If any prescription medication is being taken abroad, it needs to
be accompanied by documentation for the medication. This documentation can simply
be the medication’s original packet/bottle, which also shows the name of the
person carrying the medication and medication details. However, carrying a
letter from the prescribing doctor confirming that the medication is necessary
during the trip is also advised. This will help to minimise any problems at border
Carrying a letter that discusses HIV is not
necessary. A letter from a doctor simply needs to state that the medicines are
being carried for a chronic medical condition and that they are for personal
is carrying medication, they may be questioned about it at a country’s security
or border control. Having answers ready will help to make the process easier.
Again, HIV status does not need to be discussed but there may be a requirement
to state that the drugs are for a chronic health problem.
If a country has entry restrictions for
people with HIV, being found with HIV drugs may result in deportation. At the end of this chapter (see Countries and their restrictions), you
will find a detailed list of each country’s policies regarding entry for people
If there are definitely no
restrictions regarding people with HIV entering a country, it can sometimes
help to have a clear letter from an HIV clinic explaining that any medications
are for HIV and that the person is fit to travel. This can sometimes help to
speed up any questioning process at border control. However, this is a very
personal decision based on how an individual feels about disclosing their
Some people try to avoid carrying medications through borders but use
strategies to have access to medication in the destination country. This can
lead to difficulties. These strategies include posting medication to a friend
in a destination country and trying to obtain medication in the destination
country. Both of these strategies can cause problems and lead to doses of
medication being missed.
Taking a break from HIV medication (missing
doses) can stop medications from being effective and can lead to poor health. Treatment
breaks should not be attempted without discussion with a doctor.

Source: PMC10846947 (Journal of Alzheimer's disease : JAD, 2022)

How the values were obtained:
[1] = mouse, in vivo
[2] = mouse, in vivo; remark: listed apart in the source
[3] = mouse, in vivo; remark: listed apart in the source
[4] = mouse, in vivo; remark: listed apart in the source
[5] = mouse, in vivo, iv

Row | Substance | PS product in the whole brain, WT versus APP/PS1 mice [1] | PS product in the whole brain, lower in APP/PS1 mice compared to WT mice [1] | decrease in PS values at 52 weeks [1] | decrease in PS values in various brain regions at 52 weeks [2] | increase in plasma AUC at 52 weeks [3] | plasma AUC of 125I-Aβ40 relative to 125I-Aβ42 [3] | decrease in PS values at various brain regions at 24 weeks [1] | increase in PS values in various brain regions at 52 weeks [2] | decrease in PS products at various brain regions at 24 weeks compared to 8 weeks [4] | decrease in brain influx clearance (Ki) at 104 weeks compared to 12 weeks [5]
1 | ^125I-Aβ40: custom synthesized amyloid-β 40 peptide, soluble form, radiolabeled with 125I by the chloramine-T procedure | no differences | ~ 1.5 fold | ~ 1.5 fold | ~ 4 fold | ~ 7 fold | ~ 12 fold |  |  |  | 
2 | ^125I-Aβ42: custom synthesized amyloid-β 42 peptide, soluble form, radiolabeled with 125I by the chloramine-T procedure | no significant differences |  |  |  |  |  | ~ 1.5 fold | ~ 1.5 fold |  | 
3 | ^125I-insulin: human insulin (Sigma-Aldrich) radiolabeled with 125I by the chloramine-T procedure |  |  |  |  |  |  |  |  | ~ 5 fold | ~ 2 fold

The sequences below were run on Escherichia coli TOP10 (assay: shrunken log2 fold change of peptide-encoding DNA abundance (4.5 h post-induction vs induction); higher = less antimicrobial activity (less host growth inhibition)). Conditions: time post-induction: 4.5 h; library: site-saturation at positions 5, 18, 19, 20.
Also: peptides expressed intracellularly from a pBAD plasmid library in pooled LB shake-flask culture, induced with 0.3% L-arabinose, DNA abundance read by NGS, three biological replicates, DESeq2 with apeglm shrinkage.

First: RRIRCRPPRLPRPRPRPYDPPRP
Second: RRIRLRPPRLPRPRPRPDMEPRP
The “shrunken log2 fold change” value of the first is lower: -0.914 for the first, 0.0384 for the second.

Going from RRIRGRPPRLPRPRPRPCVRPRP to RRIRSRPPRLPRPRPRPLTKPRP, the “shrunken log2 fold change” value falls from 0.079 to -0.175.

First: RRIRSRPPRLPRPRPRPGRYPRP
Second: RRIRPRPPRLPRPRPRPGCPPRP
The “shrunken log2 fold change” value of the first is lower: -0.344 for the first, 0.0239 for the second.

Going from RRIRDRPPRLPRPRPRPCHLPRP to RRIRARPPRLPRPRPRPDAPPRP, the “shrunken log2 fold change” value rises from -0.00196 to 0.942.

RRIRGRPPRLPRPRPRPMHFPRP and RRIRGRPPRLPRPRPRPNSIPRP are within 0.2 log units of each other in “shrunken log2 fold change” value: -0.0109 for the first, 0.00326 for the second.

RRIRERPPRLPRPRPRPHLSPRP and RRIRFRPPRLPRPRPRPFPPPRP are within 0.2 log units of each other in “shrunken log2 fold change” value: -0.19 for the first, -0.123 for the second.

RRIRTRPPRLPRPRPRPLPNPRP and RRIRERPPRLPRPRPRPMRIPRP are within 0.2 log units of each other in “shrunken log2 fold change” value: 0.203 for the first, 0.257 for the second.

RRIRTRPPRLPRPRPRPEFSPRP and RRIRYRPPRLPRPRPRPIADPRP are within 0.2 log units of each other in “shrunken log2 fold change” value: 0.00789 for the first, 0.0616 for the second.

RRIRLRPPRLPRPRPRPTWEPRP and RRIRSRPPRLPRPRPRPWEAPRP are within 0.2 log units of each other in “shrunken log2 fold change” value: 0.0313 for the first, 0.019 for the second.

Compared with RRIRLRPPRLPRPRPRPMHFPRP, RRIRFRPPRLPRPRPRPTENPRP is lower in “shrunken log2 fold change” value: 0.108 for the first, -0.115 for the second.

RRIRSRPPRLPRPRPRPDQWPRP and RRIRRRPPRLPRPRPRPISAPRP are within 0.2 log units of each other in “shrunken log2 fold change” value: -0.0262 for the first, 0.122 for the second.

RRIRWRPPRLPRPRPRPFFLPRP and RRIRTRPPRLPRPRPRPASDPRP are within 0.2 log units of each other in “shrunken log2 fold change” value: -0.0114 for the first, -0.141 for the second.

can be problematic because it may result in the medication being lost or
delayed. This would leave the person with HIV unable to take their vital
medication. It may also be illegal to post the medication and post contents can
be inspected by customs. Most countries have restrictions on medicines that you
can send or take in. The restrictions vary between countries but can be checked
with the country’s embassy, consulate or High Commission. They will have
information about their restrictions on imported medicine. Postal companies
also have rules about sending medicines through the post which need to be
medication in the destination country may also be difficult. The medicine may
not be available to buy or to be prescribed. Even if it is available, it could
be extremely expensive. Some countries do not have strict controls on how a
drug is made, so it is not always possible to know exactly what is being
It can often be very difficult, or even impossible, to get prescribed
HIV medication in a foreign country. People with HIV should carry with them all of the medication that they need to last the full duration of the
trip, plus extra to allow for delays.
It’s advisable to
carry HIV medication and appropriate documentation in hand luggage. This helps
to avoid problems if luggage which is checked in becomes delayed or goes
missing. For short trips, it may be sensible to carry double the amount of
pills needed, a full dose in hand luggage and another in the checked-in baggage.
This will mean medication is available if either bag goes missing.
Carrying a bottle
of water with medications will make sure that pills can be taken if there is no
access to water. Water may need to be purchased after security checks due to
restrictions on carrying liquids. Snacks may also be needed if medicines need
to be taken with food.